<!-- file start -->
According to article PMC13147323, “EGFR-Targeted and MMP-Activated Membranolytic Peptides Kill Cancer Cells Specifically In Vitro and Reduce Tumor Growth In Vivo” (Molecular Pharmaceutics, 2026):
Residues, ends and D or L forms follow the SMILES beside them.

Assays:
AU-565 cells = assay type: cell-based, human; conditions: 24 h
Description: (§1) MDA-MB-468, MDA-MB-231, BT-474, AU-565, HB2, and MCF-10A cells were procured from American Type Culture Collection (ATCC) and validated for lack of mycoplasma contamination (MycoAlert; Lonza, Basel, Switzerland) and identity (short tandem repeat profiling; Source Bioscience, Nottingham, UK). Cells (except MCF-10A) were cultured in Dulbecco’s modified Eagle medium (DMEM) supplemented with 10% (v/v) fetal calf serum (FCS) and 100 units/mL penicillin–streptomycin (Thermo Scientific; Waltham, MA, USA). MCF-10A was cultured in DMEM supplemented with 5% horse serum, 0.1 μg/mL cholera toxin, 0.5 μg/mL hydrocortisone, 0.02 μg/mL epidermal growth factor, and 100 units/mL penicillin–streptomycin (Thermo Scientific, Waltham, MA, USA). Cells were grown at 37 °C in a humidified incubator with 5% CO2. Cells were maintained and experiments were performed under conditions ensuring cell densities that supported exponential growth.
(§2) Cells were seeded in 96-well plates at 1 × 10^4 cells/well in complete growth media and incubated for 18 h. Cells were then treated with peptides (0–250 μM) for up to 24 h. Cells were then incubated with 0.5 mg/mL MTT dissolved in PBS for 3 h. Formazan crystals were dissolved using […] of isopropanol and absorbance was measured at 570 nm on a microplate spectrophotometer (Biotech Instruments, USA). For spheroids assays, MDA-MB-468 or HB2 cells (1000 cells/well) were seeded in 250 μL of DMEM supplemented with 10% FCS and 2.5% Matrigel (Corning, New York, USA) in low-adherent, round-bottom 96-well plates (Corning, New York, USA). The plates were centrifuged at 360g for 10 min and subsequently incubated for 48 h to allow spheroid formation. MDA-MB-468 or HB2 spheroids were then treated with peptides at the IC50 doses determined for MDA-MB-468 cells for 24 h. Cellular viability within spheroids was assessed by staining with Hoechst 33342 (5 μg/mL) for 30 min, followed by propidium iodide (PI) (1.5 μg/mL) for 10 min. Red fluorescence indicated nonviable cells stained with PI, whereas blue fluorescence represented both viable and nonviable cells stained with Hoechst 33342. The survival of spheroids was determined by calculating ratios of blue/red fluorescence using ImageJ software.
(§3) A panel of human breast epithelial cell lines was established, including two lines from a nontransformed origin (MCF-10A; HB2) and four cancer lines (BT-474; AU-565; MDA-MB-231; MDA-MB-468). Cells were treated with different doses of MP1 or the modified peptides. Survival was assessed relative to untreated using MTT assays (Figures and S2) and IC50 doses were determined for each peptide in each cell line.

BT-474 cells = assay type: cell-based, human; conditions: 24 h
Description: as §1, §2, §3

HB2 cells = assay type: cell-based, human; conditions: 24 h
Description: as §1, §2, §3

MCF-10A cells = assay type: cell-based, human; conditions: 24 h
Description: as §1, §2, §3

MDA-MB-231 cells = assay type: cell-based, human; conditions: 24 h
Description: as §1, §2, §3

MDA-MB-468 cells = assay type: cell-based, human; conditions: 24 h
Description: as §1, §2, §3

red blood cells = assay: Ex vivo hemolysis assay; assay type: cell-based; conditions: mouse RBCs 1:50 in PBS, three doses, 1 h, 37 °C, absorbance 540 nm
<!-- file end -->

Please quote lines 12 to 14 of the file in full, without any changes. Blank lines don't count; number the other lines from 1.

MCF-10A cells = assay type: cell-based, human; conditions: 24 h
Description: as §1, §2, §3

MDA-MB-231 cells = assay type: cell-based, human; conditions: 24 h